…I could see clearly that they weren’t flies or moths, but I still wasn’t sure whether these legless blobs would turn out to be beetles or maybe some kind of strange parasitoid wasp I had never encountered before. They burrowed into the jar of soil I offered them, and I checked it obsessively to see what would come out. On August 31, I was shocked to find this roly-poly little weevil in the jar:


I posted photos to, and eight minutes later Vassili Belov suggested that the weevil was a species of Orchestomerus. Doing a little reading, I learned that this genus includes three described species in the United States. One is found throughout the eastern US, another is known only from Arizona, and a third was described from a single specimen collected in Brownsville, Texas and apparently nothing had been published about it in the 100+ years since then. The first two have been collected as adults on grape foliage, and the third had not been associated with a host plant. Nothing was known of the immature stages of any species in the genus, but given the association with the grape family, it seemed that Vassili was on the right track. It also appeared, based on the original descriptions of these three beetles, that I had the Texas species. I ended up with three adult specimens, which I sent to weevil specialist Bob Anderson. He agreed that the weevils were the Texas species, Orchestomerus wickhami. In addition to Texas, he had specimens from Louisiana and (just like mine) Plymouth County, Massachusetts. A curious distribution, to be sure.

So I wrote up my discovery and submitted it to the Coleopterists Bulletin, which published my short paper in March*. I was excited to document not just a new host association, but the first natural history observations for any member of this genus (which also includes a number of tropical species). However, the story doesn’t end there. Soon after my paper was published, Bob informed me that my find had inspired him to conduct a review of the genus–in part, I think, to get a better sense of the geographic distribution of the species. He dissected a male O. wickhami he had collected and compared it with one of mine, and he reported that “they are different, very different.” He has since determined conclusively that my Virginia creeper weevils belong to a separate, undescribed species, which means that the title of my first peer-reviewed publication is a lie. On the plus side, I found a “new” species and, unlike most of the other “new” species I have found, a taxonomist is actually working on describing it. I will report back when the Orchestomerus revision is published and this beetle has a new name!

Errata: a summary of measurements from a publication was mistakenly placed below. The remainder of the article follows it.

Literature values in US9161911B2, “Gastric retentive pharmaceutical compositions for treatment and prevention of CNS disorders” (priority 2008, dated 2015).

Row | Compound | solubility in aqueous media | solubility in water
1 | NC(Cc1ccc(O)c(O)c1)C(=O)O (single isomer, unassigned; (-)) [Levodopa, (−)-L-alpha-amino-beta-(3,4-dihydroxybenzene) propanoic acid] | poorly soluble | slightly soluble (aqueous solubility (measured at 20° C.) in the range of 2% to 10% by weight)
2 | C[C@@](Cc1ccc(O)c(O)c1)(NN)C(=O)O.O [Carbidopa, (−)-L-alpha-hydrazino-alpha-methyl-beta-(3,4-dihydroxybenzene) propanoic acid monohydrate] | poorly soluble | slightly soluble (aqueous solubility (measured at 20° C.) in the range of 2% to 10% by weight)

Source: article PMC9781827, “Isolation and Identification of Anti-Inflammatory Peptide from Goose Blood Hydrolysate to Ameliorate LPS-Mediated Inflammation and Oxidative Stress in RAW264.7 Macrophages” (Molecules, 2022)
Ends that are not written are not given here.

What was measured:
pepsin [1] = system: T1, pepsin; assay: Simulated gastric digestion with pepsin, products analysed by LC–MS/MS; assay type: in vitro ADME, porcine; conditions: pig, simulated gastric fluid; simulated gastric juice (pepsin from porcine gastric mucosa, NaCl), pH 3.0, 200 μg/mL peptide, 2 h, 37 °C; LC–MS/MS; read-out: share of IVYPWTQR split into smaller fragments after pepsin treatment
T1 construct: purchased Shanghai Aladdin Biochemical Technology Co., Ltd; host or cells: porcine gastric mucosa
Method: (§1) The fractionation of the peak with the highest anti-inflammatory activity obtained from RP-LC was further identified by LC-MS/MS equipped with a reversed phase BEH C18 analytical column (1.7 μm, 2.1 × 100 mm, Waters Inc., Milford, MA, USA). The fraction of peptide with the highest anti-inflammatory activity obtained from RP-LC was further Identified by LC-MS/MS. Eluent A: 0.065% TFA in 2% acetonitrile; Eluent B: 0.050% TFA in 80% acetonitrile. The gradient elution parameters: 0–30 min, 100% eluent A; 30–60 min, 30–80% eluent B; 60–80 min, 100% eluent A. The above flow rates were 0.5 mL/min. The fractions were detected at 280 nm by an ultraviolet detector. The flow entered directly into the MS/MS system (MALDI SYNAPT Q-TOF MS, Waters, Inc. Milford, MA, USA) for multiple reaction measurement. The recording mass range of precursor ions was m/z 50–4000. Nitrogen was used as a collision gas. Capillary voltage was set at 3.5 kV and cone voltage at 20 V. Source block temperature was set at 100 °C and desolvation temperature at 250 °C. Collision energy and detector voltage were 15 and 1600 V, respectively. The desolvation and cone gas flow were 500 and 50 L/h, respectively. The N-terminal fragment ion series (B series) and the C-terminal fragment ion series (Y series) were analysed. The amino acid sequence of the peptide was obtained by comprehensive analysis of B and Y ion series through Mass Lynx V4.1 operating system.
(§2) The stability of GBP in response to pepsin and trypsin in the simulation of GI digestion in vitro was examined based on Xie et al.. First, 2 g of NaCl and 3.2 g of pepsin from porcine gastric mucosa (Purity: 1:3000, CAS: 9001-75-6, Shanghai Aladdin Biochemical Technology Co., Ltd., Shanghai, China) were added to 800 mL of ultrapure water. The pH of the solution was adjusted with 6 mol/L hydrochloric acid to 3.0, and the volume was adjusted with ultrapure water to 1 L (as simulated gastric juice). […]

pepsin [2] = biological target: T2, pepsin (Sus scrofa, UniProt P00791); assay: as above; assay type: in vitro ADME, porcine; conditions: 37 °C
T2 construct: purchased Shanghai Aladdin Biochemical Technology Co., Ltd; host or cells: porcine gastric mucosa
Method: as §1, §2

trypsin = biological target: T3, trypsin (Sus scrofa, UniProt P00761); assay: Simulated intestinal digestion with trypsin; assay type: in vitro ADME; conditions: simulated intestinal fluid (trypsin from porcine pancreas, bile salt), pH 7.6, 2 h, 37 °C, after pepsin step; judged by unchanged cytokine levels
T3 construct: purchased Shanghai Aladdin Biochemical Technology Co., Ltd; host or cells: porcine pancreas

* Eiseman, Charles S. 2014. Orchestomerus wickhami Dietz (Coleoptera: Curculionidae: Ceutorhynchinae) reared from leaf mines in Virginia Creeper (Parthenocissus Planch., Vitaceae). The Coleopterists Bulletin 68(1):158-160.

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Monthly Mystery #21: Double Cocoons

On pages 219-220 of Tracks & Sign of Insects, I described the cocoon of Neurobathra strigifinitella (Gracillariidae) according to the account of Heinrich and DeGryse (1915)*. I then included a photo of a mysterious cocoon found on the underside of a sugar maple leaf in Nashville, Tennessee, which seemed to be somewhat similar but lacked the pearl-like globules that decorate the cocoon of N. strigifinitella.


Well, last weekend I collected some N. strigifinitella larvae mining oak leaves on Nantucket, and last night I got to see my first cocoon of this species. It is now clear that the mystery cocoon is nothing like it, nor is it like the cocoon of any other gracillariid moth I have reared.


This one is less than 8 mm long, not 14 mm as stated by Heinrich and DeGryse. Noah and I found four examples of the mystery cocoons on that sugar maple, ranging from 8 to 12 mm across.


The example below was overlapping a Phyllonorycter (Gracillariidae) leaf mine and had a thrips running around inside its outer wall. Neither had anything to do with the maker of the cocoon. Curiously, there doesn’t seem to be any entrance hole in the cocoon, and it seems like the thrips may have gotten trapped inside it after chewing its way out of the leaf mine.